Josephine Lee: I’d like to teach the world to sing

Chicago choir leader Josephine Lee was in Cork recently for Summer Sing, writes Ellie O’Byrne

“MUSIC is the key; if every child and every person sang, we’d have a more peaceful, harmonious, and just world.”

Josephine Lee, born to Korean- American immigrant parents, is the charismatic driving force behind the Chicago Children’s Choir. Under the directorship of this recent visitor to Cork, the choir, founded at the height of the US Civil Rights movement, has brought its message of equality and peace beyond the deprived communities it first served and onto the global stage.

Walking into her first classroom in 1998 as a 22-year-old music graduate to teach in Englewood, a notoriously violent neighbourhood in West Chicago, ignited in Lee the passion that became her life’s work.

“I had all black students. When I walked in and introduced myself the kids said, ‘Miss Lee, You look like Pocahontas.’ A Disney movie was their point of reference for me being different. I taught them a Gospel song and there was this instant connection. I was mind-blown that they didn’t have musical education as a main course. I was drawn in by their energy, their raw talent, and their desire to learn.”

The choir was founded in Hyde Park, Barack Obama’s home neighbourhood, in 1956 by a Unitarian minister. “We have a social mission that despite divides of racial, social, economic, sexual orientation, or whatever it may be, that this is a creative safe space for these kids to come together and learn about music and global citizenship,” says Lee.

The choir now reaches 4,400 8-18-year-olds in every zip code in Chicago; often, Lee says, their in-school programme is the only musical education children are getting: “If every child had that musical education, we’d be obsolete, but unfortunately the need is pretty great. When there are funding cuts, arts education is always the first to go. We fill that void; the children pay no fee.”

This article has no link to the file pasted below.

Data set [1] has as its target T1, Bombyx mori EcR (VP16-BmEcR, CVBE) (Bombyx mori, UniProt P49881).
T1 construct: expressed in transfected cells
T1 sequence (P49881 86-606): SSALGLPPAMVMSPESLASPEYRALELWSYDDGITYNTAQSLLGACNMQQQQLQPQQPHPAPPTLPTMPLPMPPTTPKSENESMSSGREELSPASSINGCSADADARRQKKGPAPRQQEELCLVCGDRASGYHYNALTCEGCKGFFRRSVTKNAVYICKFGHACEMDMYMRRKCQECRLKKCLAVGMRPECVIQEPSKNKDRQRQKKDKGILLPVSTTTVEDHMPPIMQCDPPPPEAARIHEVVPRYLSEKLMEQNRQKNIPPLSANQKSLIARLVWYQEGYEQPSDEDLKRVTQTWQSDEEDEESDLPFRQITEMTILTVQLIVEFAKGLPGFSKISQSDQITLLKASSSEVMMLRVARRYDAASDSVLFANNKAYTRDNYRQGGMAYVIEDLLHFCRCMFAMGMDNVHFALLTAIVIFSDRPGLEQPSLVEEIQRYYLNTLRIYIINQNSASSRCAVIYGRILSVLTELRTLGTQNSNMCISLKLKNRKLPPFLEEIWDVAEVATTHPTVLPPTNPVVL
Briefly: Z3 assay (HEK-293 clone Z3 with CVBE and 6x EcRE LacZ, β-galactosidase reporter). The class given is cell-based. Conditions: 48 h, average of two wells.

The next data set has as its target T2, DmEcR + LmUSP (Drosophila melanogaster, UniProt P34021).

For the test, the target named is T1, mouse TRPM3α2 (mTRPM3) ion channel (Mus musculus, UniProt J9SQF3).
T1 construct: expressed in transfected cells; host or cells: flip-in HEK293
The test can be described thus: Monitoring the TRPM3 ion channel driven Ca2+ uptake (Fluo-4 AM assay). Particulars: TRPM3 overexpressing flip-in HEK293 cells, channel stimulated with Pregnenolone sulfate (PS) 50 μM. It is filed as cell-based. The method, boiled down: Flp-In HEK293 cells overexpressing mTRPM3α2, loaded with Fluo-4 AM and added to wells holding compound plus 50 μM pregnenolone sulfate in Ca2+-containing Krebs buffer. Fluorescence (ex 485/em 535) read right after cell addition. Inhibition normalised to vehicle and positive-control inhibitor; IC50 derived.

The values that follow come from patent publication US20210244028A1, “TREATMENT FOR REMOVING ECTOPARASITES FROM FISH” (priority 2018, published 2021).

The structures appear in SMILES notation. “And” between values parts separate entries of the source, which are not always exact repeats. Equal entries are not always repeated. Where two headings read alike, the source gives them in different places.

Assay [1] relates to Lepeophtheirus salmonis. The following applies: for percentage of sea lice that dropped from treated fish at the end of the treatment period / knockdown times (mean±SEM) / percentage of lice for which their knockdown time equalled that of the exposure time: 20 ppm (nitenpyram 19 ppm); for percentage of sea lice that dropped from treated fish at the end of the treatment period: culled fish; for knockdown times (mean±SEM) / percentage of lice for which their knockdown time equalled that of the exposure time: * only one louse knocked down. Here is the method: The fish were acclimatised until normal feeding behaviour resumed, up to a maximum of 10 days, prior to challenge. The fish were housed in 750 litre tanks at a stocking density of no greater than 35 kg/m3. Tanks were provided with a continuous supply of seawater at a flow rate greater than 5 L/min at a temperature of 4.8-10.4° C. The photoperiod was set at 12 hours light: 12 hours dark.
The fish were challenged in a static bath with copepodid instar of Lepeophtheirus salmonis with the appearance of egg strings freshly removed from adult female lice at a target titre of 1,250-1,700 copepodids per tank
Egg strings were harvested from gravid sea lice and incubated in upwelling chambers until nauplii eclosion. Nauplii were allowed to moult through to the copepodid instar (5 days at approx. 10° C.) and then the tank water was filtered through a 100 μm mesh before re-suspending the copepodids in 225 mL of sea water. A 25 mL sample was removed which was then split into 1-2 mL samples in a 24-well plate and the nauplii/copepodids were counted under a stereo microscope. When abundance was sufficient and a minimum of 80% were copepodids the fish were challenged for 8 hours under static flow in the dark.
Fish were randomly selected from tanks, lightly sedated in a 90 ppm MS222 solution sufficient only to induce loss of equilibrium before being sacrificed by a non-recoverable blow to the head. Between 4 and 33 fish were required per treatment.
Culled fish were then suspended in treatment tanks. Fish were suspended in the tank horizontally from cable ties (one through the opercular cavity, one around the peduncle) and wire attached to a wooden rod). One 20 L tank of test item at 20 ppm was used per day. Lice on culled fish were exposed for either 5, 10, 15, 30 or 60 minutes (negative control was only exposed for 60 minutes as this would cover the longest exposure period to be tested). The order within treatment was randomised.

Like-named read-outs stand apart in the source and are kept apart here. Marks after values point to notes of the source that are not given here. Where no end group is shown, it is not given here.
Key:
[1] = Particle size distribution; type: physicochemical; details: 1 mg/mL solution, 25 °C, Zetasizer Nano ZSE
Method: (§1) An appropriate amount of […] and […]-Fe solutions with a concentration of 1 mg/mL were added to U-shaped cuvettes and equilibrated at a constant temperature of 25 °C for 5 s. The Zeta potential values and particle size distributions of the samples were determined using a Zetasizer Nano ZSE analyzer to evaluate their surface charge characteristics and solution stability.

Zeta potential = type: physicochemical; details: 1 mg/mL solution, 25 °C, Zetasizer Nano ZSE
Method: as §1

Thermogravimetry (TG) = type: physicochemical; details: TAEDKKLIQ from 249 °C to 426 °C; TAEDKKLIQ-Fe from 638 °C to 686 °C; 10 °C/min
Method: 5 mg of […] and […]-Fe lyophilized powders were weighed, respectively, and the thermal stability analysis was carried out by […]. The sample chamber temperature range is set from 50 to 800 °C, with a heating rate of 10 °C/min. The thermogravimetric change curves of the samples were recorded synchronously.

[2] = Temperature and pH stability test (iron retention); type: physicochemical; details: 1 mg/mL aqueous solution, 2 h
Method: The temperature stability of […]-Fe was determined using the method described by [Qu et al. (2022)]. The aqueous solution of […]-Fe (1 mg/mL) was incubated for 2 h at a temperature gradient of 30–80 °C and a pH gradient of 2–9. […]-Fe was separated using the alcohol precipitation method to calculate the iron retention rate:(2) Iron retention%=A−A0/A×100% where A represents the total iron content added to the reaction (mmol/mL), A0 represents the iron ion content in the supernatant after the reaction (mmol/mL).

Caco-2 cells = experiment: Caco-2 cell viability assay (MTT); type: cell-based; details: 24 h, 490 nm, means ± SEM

A three-tier structure sees children who show promise entering one of the organisation’s after-school choirs, and the international Voice of Chicago Ensemble, what Lee describes as the “all-stars, the crème de la crème ” of 12-18-year-old singers, travels the world and collaborates with the Chicago Symphony Orchestra. It has performed for the Dalai Lama, Nelson Mandela, Beyoncé, and others.

Most recently, the Voice of Chicago Ensemble performed in Cuba, which Lee says was profoundly moving. “We brought in 60 of my top kids, young Americans, into this country where the US has had embargoes for over 40 years,” she says.

Lee is seeking new opportunities to promote peace through the work of the choir. “North and South Korea are the places I’m going to target next because my father was from North Korea and my mother was from South Korea,” she says. “From the moment I started to make music, I was told, ‘You’re going to use music to create, to help reunite’.”

Lee has been visiting Cork to participate in the fourth annual Summer Sing Festival, on the invitation of “kindred spirit” Sonya Keogh, who directs the youth choral festival.

Summer Sing’s inclusive ethos and goal of reaching out to marginalised groups is very much a part of the vision shared by Keogh and Lee.

This year’s Summer Sing saw 230 children take part in a week-long celebration of song, with performances, walking flash mobs, and a closing concert in City Hall. Half the participating children are involved in the festival through DEIS (Delivering Equality of Opportunity in Schools) schools, the asylum-seeking communities in Cork’s Direct Provision Centres, and COPE Foundation’s inclusive arts branch, SUISHA, to deliver a truly inclusive festival celebrating the joy of singing.

This year the festival also included a ‘Sing and Sign’ event with members of Cork Deaf Association. “Deaf and vision impaired pianist Orla O’Sullivan joined us and the audience were encouraged to sign along,” says Keogh.

Keogh and Lee met at an international choral event in Singapore. “As soon as I met her, I thought, I absolutely love this woman,” says Keogh. “It doesn’t surprise me that she has touched the lives of so many people.”


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